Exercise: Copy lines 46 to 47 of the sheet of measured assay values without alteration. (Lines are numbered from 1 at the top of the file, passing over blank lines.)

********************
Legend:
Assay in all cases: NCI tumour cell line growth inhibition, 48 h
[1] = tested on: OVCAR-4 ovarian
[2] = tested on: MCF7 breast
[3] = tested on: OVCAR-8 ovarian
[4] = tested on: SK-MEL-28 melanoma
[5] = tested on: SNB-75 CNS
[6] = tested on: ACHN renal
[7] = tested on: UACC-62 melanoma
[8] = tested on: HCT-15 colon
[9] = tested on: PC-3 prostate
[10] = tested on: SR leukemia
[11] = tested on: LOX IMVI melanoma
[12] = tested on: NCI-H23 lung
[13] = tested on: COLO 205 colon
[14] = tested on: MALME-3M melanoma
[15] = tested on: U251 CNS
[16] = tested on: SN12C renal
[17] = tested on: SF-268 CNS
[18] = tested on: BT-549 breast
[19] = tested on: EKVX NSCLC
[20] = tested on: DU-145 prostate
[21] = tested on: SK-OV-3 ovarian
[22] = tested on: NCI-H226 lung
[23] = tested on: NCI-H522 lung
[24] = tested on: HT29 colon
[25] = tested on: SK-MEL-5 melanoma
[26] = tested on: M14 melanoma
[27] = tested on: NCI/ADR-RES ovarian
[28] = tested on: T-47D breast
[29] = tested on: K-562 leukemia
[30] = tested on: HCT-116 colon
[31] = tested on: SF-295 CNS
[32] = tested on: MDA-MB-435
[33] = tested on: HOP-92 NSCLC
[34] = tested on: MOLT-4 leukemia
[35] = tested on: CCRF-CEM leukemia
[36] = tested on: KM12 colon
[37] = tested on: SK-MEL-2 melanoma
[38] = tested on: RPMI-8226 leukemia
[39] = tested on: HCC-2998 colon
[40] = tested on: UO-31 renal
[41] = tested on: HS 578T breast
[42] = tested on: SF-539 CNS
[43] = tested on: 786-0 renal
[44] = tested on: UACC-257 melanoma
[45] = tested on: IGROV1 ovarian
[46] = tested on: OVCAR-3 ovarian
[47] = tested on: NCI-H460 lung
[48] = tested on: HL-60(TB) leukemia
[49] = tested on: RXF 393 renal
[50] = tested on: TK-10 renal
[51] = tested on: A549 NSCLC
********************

[44] = tested on: UACC-257 melanoma
[45] = tested on: IGROV1 ovarian